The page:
Digital Technology Professional Practice Network (PPN) Meeting Saturday, October 22, 9:15-10:00 AM
Come meet us at the PPN Lounge located in PPN Live on the EXPO floor for the Digital Technology PPN meeting. We will meet the members of the PPN, discuss our goals for the upcoming year, discuss our plans for Online Learning webinars, and chat about the latest and greatest tools out there. We will also have a discussion regarding new incoming PPN chairs and how to inspire others to join our PPN through various PPN leadership opportunities.
Digital Technology PPN EXPO Tour (1.0 PDH LA CES/non-HSW) Saturday, October 22, 1:00-2:00 PM
This year, the ASLA PPN’s will host EXPO Tours at the annual meeting. We will be meeting with various vendors to discuss new software, products, and technology that is out on the market. We will be visiting the following exhibitors during the tour: ANOVA, Keysoft Solutions, Land F/X, and Vectorworks. Sign up online to attend the Digital Technology PPN EXPO Tour or show up to PPN Live 15 minutes prior to the meeting to check availability! Tours will start from PPN Live on the EXPO floor.
This will take place on PPN Live’s City Park Stage on the EXPO floor, and will be open to all attendees, giving greater exposure to some of the innovative work being done in the campus landscape. It will also provide an opportunity to network with landscape architect educators and practitioners that use our campus landscapes as a living learning classroom. For those of you that are not able to make it to New Orleans, we will be posting these presentations on the PPN webpage after the meeting.
Check out this list of events at the Annual Meeting that may be of interest to you:
Campus Planning & Design PPN / Education & Practice PPN Joint Meeting
Saturday, October 22, 1:30 – 2:15 PM
City Park Stage, PPN Live area of the EXPO floor
PPN Meeting Agenda:
Kick off introductions
Presentation 1: The High Efficiency Campus
Lauren Williams, ASLA
Presentation 2: Technology and the 21st Century High-Performance Campus Landscape
Gregory Tuzzolo, ASLA, and Milee Pradhan, ASLA
Presentation 3: Visualizing Campus Activities from 5, 10, and 1000 Feet
Todd Robinson, ASLA
Presentation 4: Campus Constants, Digital Flux
Katharyn Hurd, Associate ASLA, and Andrew Sullivan, ASLA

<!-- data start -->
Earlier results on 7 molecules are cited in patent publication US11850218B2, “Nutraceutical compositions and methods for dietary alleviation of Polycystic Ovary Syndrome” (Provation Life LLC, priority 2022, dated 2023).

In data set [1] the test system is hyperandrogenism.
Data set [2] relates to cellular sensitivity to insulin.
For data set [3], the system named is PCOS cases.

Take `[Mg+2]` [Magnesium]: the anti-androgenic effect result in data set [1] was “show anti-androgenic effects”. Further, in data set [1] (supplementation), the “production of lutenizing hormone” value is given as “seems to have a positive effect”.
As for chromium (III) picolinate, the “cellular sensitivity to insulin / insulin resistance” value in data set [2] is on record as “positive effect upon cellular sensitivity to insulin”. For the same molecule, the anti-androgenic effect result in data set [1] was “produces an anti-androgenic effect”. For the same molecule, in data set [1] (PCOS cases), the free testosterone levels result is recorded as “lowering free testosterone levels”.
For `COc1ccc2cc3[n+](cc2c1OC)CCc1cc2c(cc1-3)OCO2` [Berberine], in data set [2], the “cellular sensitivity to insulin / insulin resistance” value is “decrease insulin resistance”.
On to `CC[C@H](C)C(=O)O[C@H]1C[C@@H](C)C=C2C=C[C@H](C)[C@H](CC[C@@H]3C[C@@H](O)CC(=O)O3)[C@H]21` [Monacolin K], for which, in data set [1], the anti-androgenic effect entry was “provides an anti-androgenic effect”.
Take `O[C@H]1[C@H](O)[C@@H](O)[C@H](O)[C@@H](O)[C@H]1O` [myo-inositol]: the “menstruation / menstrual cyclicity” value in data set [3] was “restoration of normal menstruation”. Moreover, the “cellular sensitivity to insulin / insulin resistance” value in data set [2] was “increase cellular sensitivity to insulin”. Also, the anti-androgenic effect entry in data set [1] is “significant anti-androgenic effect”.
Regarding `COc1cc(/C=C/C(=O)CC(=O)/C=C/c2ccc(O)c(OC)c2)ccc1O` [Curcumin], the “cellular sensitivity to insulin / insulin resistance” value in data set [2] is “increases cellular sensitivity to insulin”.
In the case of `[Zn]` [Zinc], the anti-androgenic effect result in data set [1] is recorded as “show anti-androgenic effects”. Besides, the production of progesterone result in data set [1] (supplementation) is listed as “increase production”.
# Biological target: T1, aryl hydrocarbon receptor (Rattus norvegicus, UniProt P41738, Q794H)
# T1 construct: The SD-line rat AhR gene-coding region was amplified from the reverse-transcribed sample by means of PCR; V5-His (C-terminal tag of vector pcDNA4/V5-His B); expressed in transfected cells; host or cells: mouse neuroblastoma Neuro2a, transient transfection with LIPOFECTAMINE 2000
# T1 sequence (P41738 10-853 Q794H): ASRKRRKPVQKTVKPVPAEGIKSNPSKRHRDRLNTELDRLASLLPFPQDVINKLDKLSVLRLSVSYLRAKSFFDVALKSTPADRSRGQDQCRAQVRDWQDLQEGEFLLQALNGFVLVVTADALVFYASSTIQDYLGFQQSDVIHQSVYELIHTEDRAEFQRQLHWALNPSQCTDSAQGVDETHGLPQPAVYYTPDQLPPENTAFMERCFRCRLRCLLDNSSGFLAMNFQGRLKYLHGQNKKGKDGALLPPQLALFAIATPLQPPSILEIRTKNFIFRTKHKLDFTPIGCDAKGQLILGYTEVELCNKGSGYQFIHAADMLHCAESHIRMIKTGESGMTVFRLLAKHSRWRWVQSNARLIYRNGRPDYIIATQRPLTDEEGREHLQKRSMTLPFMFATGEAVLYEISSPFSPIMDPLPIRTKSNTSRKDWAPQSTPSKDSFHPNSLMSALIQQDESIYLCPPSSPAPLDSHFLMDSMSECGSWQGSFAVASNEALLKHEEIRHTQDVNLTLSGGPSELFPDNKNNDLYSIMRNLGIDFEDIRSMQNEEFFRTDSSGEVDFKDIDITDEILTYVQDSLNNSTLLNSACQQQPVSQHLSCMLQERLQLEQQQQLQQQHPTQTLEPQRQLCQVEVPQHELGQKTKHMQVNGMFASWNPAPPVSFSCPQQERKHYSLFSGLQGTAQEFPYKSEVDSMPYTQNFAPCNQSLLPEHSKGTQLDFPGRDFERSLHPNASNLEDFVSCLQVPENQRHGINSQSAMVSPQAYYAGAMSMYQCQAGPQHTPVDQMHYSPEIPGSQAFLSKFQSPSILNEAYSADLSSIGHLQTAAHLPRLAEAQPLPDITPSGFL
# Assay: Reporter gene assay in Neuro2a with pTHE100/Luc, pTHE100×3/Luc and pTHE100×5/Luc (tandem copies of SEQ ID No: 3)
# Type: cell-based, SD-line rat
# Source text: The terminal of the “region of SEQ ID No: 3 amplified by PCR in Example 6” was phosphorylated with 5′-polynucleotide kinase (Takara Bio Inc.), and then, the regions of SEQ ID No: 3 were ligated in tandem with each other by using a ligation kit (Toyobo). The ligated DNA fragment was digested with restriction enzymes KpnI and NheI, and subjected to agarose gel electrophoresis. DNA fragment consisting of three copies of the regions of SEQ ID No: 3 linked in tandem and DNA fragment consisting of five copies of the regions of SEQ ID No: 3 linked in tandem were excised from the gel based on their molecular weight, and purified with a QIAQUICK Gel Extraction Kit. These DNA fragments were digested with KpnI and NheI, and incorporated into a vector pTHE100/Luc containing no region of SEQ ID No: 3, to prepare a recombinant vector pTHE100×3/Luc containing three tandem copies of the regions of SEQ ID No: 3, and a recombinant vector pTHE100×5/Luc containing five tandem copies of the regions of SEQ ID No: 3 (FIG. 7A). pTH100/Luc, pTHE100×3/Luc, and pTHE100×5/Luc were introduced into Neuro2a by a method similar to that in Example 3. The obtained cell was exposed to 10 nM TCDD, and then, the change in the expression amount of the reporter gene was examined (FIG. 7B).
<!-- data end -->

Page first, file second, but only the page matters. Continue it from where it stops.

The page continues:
Historic Preservation at the 2016 ASLA Annual Meeting & EXPO in New Orleans
As historic preservation professionals, we are especially well versed in ‘a celebration of place,’ the theme of the 2016 ASLA Annual Meeting. Our collective work as Historic Preservation Professional Practice Network (HP PPN) members is particularly relevant, and at its most inspiring, when we are advocating for, and planning and designing toward, a celebration of the individualistic qualities and character of each place in which we work. Please join colleagues and friends in New Orleans for discussions and dialogue on current issues and ideas related to historic places.
New Orleans is a particularly exciting place to celebrate, and explore. Be sure to join in on the many field sessions and events that reveal the city’s fabulously rich and diverse history. Education sessions offer insight into a range of relevant topics: cultural authenticity, maintenance and funding strategies, past successes that inform future needs, and more.
Special Events: Meet colleagues, connect with old friends, and make new acquaintances at these events. Let’s get the word out—historic landscapes and cultural resources are current and fundamental to landscape architecture and ASLA.
Women in Landscape Architecture (WILA) events for this year’s meeting include a discussion during our WILA Professional Practice Network (PPN) Meeting about Working Families and Navigating Work Relationships on Behalf of Your Family. Join us on Sunday, October 23 at 9:15 AM in the Garden District Meeting Room on the EXPO floor. Find us again at the EXPO Reception featuring the PPNs at 4:30 PM Sunday afternoon.
Once again, we are delighted to join the host chapter, ASLA Louisiana, for the Women in Landscape Architecture Walk on Monday morning, 7:00 – 8:30 AM. This is a FREE walking tour led by local landscape architects from the host chapter. Join ASLA Louisiana for a walk along the Mississippi River to visit existing and proposed riverfront projects designed to bring the City of New Orleans back to the River. Walk co-leaders Dana Brown and Gaylan Williams will lead us from the Convention Center to the Riverwalk, through Spanish Plaza and the future Four Seasons Hotel, through the Audubon Aquarium’s riverfront plaza, to Woldenberg Park and on to the cruise ship dock and the Mookwalk in front of the French Quarter. A new Riverfront Master Plan is underway to make walking more seamless, integrated and compelling. Spanish Plaza, a gift to the City in 1976 from Spain, is being re-imagined to commemorate the 300th birthday of the City of New Orleans in 2018.
PPN Live Session: Saturday, October 22, 9:15 – 10:00am, Jackson Square Meeting Room
Fall is in the air and the ASLA Annual Meeting and EXPO is just around the corner! Please join us for the second annual Environmental Justice (EJ) PPN meeting on Saturday, October 22 from 9:15 – 10:00am in the Jackson Square meeting room at PPN Live. We have been busy planning and networking since the inception of the EJ PPN less than two years ago and now we are looking forward to tackling some bigger agenda items.